The LSU AgCenter and the Kellogg Co. are working together on a project to enhance the sustainability of Louisiana rice production destined for use by the company.
“For the past several years, we’ve been hearing interest from various groups about the idea of improving sustainability of rice producers,” said Steve Linscombe, director of the LSU AgCenter Rice Research Station.
Linscombe is a member of a USA Rice Federation task force formed two years ago to study sustainability, and he has been meeting with Kellogg representatives for the past year.
“From Kellogg’s perspective, this is not just a U.S. initiative,” Linscombe said. Sustainability is based on the principle of meeting the needs of the present without compromising the ability of future generations to meet their own needs.
Work is under way for a pilot program for Louisiana rice producers with the preliminary designation as the Louisiana Master Rice Grower Program, he said. Kellogg executives met with rice farmers at the Rice Station on Feb. 8.
A field day is scheduled for June 21 for Kellogg representatives and farmers who grow rice used by the company. In addition, invitations have been extended to attract other large corporations, such as Walmart.
“We are using the field day to showcase smart rice production but also to use it as an opportunity to make them aware of how rice is grown,” Linscombe said.
A USA Rice Federation study examined the sustainability of American rice farming and concluded that farmers are on the right path.
“I think what this has shown is that we’re doing a pretty good job, and we have made significant improvements over the past 20 years,” Linscombe said.
For example, he said, land-leveling is conserving water, and drill-seeding has resulted in water quality improvements. Smaller amounts of pesticides are now used to grow a crop.
“The bottom line in this is anything we do, we need to keep rice production profitable,” Linscombe said. “Because if it’s not, we won’t have any rice production, sustainable or unsustainable.”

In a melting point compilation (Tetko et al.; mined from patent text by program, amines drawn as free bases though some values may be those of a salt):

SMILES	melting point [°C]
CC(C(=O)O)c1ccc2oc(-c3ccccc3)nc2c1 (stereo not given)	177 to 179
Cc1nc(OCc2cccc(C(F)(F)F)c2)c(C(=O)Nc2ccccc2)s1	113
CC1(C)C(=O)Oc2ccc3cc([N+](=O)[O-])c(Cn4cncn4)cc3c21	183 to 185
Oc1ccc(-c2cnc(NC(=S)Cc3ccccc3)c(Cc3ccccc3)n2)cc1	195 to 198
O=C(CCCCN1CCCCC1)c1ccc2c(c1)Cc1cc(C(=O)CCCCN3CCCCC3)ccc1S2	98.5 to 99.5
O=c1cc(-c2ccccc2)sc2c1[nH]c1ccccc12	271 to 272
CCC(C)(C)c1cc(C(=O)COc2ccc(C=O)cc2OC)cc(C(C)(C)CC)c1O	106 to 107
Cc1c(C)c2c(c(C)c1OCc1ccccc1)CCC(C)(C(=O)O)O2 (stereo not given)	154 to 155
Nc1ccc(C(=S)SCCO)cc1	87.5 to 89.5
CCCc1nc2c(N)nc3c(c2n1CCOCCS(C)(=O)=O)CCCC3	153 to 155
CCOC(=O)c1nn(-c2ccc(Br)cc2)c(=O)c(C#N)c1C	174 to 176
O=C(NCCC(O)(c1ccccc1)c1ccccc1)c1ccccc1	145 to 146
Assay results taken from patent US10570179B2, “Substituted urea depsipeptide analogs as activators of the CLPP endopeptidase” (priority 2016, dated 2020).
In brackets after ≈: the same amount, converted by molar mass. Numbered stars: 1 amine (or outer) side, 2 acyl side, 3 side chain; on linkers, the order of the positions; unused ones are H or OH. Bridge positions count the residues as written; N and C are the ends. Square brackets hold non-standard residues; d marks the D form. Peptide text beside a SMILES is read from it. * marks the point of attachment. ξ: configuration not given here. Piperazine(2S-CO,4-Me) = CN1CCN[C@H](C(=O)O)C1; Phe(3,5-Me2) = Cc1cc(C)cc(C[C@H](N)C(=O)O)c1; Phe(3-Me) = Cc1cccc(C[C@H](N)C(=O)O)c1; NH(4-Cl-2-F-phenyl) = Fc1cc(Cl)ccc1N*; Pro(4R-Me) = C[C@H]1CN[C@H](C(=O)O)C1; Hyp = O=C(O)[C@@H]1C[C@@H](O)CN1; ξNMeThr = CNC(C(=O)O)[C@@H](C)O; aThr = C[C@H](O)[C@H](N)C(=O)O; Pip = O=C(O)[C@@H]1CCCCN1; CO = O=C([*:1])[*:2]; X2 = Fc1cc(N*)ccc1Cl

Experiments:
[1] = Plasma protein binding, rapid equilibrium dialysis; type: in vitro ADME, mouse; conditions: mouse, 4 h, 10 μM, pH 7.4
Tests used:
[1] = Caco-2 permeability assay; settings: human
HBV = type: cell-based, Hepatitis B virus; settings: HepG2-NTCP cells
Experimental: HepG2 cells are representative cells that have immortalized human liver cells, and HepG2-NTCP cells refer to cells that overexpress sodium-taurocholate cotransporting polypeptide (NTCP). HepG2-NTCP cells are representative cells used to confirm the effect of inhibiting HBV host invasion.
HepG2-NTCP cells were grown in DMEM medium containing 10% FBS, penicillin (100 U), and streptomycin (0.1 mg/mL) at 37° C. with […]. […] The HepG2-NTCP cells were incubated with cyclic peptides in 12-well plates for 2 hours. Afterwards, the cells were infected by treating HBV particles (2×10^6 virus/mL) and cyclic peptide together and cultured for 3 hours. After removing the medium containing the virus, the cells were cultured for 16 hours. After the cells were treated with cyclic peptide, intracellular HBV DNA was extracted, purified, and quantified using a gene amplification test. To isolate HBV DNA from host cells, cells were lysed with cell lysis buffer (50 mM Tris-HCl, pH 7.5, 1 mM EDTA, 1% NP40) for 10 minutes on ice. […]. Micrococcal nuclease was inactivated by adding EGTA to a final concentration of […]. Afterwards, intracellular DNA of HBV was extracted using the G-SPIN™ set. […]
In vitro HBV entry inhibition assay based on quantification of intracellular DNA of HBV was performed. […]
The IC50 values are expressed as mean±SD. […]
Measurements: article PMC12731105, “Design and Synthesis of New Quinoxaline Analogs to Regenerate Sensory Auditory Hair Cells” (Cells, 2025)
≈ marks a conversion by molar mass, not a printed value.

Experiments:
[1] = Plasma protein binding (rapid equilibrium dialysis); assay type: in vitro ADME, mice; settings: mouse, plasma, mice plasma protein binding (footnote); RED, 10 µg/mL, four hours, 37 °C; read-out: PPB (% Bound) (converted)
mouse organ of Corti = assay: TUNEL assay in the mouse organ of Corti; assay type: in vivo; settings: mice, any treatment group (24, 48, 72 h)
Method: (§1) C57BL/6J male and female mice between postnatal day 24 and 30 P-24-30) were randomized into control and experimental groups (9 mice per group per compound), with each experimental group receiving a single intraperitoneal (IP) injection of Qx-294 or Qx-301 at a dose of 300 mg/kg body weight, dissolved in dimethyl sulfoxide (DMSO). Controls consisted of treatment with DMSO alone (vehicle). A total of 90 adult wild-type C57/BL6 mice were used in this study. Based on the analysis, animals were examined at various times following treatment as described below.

Farmer Charles Reiners of Acadia Parish, La., said before the meeting he had concerns that a company might be dictating stringent measures required of growers.
“I went in skeptical about what they were going to present,” Reiners said. “We went in there thinking that guidelines have already been set.”
It was refreshing that Kellogg representatives showed a willingness to work with farmers, he said. “I was impressed with their openness to discussion.”
The message from Kellogg was that farmers are operating on a sustainable basis, said Bobby Hanks, chief executive officer of Louisiana Rice Mill. “It’s more of an effort to document what farmers have been doing for the past 20 years,” he said of the proposed program.
The initiative encourages farmers to think progressively and consider making improvements that could cut costs or increase yields, Hanks said. Consumers could be making choices based on environmental practices, and the worst thing that could be done is to ignore the sustainability issue.
“It’s awareness that the issue of sustainability is out there, and we need to understand how it can affect our industry,” Hanks said. “It may ultimately fizzle out and not be a consumer concern, but the worst thing is to be blindsided.”
Diane Holdorf, Kellogg vice president for environmental stewardship, health and safety, said she was encouraged by farmers’ reactions to the meeting. “The majority of farmers were receptive to the program and expressed interest in participating in it in the future. They felt it provided information that was both relevant and useful.”
Kellogg has a history of environmental awareness, Holdorf said. “In fact, the first box of Kellogg’s Corn Flakes was packaged in 100 percent recycled paperboard in 1906.”
The Master Grower concept will continue that tradition, she said, by raising awareness of rice farming sustainability and the effects of rice farming practices adopted during the past 20 years.
“In particular, it offers us the opportunity to work directly with our growers and explore the growing practices feasible for local farmers to continue improving their sustainable agriculture practices,” Holdorf said. “It has the potential to provide opportunities to decrease their input without sacrificing output, while also helping to improve the environment , which benefits everyone.”